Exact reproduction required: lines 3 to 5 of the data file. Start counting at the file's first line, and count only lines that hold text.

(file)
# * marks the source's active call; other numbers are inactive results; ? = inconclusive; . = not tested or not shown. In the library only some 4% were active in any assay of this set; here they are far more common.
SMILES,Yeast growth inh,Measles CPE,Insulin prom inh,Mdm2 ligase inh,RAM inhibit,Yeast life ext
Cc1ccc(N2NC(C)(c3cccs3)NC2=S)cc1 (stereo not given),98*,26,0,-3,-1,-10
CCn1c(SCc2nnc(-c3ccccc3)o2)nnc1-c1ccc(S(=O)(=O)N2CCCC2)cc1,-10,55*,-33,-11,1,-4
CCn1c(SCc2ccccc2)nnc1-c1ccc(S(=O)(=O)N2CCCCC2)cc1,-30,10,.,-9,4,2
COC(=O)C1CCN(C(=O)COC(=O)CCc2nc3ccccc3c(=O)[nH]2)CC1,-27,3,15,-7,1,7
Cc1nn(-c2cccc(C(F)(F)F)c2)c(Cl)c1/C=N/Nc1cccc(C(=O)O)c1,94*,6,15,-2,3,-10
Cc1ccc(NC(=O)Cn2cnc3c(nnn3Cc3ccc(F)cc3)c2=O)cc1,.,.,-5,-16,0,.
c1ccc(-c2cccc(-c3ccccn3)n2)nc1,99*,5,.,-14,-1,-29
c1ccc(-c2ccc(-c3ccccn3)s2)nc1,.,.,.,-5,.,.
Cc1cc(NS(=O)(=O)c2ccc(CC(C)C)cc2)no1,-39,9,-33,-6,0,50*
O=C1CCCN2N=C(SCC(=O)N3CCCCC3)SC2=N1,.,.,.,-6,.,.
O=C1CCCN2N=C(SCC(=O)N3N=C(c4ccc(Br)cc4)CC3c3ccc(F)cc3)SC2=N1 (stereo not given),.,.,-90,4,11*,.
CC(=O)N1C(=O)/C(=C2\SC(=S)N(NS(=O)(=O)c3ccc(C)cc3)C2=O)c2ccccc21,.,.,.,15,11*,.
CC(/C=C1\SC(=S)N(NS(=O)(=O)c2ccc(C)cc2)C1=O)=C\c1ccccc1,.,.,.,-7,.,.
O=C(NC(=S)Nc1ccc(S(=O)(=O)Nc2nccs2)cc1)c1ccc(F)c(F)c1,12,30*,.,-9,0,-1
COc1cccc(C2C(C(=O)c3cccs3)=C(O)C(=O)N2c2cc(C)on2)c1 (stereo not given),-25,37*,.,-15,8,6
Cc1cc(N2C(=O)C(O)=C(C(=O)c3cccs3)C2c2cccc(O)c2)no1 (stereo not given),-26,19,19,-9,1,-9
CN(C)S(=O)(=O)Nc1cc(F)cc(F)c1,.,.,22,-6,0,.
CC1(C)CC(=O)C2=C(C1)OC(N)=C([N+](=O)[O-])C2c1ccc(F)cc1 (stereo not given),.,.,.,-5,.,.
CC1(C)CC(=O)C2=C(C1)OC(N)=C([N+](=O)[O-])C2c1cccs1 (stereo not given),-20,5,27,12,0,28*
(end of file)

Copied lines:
Cc1ccc(N2NC(C)(c3cccs3)NC2=S)cc1 (stereo not given),98*,26,0,-3,-1,-10
CCn1c(SCc2nnc(-c3ccccc3)o2)nnc1-c1ccc(S(=O)(=O)N2CCCC2)cc1,-10,55*,-33,-11,1,-4
CCn1c(SCc2ccccc2)nnc1-c1ccc(S(=O)(=O)N2CCCCC2)cc1,-30,10,.,-9,4,2